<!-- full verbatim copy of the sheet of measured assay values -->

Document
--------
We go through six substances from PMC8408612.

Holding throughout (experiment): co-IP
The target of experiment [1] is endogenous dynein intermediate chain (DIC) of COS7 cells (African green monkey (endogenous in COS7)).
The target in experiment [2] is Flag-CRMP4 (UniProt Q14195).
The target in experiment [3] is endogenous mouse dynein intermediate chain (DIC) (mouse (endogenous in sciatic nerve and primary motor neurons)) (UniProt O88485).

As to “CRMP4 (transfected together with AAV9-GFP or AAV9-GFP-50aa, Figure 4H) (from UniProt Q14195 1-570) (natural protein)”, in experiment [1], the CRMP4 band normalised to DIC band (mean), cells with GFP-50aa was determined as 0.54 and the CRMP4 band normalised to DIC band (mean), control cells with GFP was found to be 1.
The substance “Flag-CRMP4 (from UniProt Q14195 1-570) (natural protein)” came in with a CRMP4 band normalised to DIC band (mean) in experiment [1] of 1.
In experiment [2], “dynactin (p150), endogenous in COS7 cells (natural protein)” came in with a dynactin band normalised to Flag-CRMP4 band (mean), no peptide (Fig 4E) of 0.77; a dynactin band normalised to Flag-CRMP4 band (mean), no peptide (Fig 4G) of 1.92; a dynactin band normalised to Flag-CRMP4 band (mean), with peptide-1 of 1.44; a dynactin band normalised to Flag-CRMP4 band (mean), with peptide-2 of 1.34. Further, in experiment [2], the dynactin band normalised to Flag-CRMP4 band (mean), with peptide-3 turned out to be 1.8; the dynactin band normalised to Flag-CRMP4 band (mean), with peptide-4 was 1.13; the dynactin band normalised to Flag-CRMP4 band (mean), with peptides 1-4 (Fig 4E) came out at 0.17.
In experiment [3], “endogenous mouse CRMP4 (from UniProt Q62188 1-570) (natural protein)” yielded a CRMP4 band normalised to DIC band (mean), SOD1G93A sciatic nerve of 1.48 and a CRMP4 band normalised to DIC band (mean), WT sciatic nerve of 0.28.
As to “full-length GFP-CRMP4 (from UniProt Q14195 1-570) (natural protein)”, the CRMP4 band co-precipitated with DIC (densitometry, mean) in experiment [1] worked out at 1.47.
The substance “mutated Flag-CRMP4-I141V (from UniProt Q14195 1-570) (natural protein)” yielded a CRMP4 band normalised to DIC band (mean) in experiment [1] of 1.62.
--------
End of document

We go through six substances from PMC8408612.

Holding throughout (experiment): co-IP
The target of experiment [1] is endogenous dynein intermediate chain (DIC) of COS7 cells (African green monkey (endogenous in COS7)).
The target in experiment [2] is Flag-CRMP4 (UniProt Q14195).
The target in experiment [3] is endogenous mouse dynein intermediate chain (DIC) (mouse (endogenous in sciatic nerve and primary motor neurons)) (UniProt O88485).

As to “CRMP4 (transfected together with AAV9-GFP or AAV9-GFP-50aa, Figure 4H) (from UniProt Q14195 1-570) (natural protein)”, in experiment [1], the CRMP4 band normalised to DIC band (mean), cells with GFP-50aa was determined as 0.54 and the CRMP4 band normalised to DIC band (mean), control cells with GFP was found to be 1.
The substance “Flag-CRMP4 (from UniProt Q14195 1-570) (natural protein)” came in with a CRMP4 band normalised to DIC band (mean) in experiment [1] of 1.
In experiment [2], “dynactin (p150), endogenous in COS7 cells (natural protein)” came in with a dynactin band normalised to Flag-CRMP4 band (mean), no peptide (Fig 4E) of 0.77; a dynactin band normalised to Flag-CRMP4 band (mean), no peptide (Fig 4G) of 1.92; a dynactin band normalised to Flag-CRMP4 band (mean), with peptide-1 of 1.44; a dynactin band normalised to Flag-CRMP4 band (mean), with peptide-2 of 1.34. Further, in experiment [2], the dynactin band normalised to Flag-CRMP4 band (mean), with peptide-3 turned out to be 1.8; the dynactin band normalised to Flag-CRMP4 band (mean), with peptide-4 was 1.13; the dynactin band normalised to Flag-CRMP4 band (mean), with peptides 1-4 (Fig 4E) came out at 0.17.
In experiment [3], “endogenous mouse CRMP4 (from UniProt Q62188 1-570) (natural protein)” yielded a CRMP4 band normalised to DIC band (mean), SOD1G93A sciatic nerve of 1.48 and a CRMP4 band normalised to DIC band (mean), WT sciatic nerve of 0.28.
As to “full-length GFP-CRMP4 (from UniProt Q14195 1-570) (natural protein)”, the CRMP4 band co-precipitated with DIC (densitometry, mean) in experiment [1] worked out at 1.47.
The substance “mutated Flag-CRMP4-I141V (from UniProt Q14195 1-570) (natural protein)” yielded a CRMP4 band normalised to DIC band (mean) in experiment [1] of 1.62.